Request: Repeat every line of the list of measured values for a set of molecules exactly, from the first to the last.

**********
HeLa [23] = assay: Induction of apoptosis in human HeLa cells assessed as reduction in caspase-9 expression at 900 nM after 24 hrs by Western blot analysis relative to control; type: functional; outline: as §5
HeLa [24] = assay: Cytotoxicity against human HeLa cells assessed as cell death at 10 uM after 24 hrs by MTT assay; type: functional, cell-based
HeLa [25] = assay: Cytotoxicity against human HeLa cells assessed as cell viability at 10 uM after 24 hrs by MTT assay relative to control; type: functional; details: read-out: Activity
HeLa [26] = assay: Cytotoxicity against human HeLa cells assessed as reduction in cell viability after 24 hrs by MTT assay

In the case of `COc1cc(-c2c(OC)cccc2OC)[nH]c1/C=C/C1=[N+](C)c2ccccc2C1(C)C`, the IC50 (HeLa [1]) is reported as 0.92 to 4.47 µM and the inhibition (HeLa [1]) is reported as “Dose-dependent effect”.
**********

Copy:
HeLa [23] = assay: Induction of apoptosis in human HeLa cells assessed as reduction in caspase-9 expression at 900 nM after 24 hrs by Western blot analysis relative to control; type: functional; outline: as §5
HeLa [24] = assay: Cytotoxicity against human HeLa cells assessed as cell death at 10 uM after 24 hrs by MTT assay; type: functional, cell-based
HeLa [25] = assay: Cytotoxicity against human HeLa cells assessed as cell viability at 10 uM after 24 hrs by MTT assay relative to control; type: functional; details: read-out: Activity
HeLa [26] = assay: Cytotoxicity against human HeLa cells assessed as reduction in cell viability after 24 hrs by MTT assay

In the case of `COc1cc(-c2c(OC)cccc2OC)[nH]c1/C=C/C1=[N+](C)c2ccccc2C1(C)C`, the IC50 (HeLa [1]) is reported as 0.92 to 4.47 µM and the inhibition (HeLa [1]) is reported as “Dose-dependent effect”.